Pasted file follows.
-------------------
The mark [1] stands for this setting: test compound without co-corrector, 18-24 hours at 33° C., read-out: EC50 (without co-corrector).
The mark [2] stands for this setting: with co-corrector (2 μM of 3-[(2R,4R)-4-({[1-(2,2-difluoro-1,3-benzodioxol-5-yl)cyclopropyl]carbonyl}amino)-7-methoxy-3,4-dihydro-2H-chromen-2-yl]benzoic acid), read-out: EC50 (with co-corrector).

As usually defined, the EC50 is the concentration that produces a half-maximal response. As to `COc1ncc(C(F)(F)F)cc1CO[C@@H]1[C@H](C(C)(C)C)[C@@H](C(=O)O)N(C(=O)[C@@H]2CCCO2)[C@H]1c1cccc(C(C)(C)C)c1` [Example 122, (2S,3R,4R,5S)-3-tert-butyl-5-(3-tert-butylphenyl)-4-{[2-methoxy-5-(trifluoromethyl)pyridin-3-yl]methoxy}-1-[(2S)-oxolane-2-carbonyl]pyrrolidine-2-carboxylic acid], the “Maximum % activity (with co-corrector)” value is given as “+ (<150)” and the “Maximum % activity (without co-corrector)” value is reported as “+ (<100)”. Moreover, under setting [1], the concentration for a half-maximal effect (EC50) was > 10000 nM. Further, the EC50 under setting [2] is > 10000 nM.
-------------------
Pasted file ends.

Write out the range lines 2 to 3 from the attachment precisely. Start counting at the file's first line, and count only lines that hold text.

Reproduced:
The mark [2] stands for this setting: with co-corrector (2 μM of 3-[(2R,4R)-4-({[1-(2,2-difluoro-1,3-benzodioxol-5-yl)cyclopropyl]carbonyl}amino)-7-methoxy-3,4-dihydro-2H-chromen-2-yl]benzoic acid), read-out: EC50 (with co-corrector).

As usually defined, the EC50 is the concentration that produces a half-maximal response. As to `COc1ncc(C(F)(F)F)cc1CO[C@@H]1[C@H](C(C)(C)C)[C@@H](C(=O)O)N(C(=O)[C@@H]2CCCO2)[C@H]1c1cccc(C(C)(C)C)c1` [Example 122, (2S,3R,4R,5S)-3-tert-butyl-5-(3-tert-butylphenyl)-4-{[2-methoxy-5-(trifluoromethyl)pyridin-3-yl]methoxy}-1-[(2S)-oxolane-2-carbonyl]pyrrolidine-2-carboxylic acid], the “Maximum % activity (with co-corrector)” value is given as “+ (<150)” and the “Maximum % activity (without co-corrector)” value is reported as “+ (<100)”. Moreover, under setting [1], the concentration for a half-maximal effect (EC50) was > 10000 nM. Further, the EC50 under setting [2] is > 10000 nM.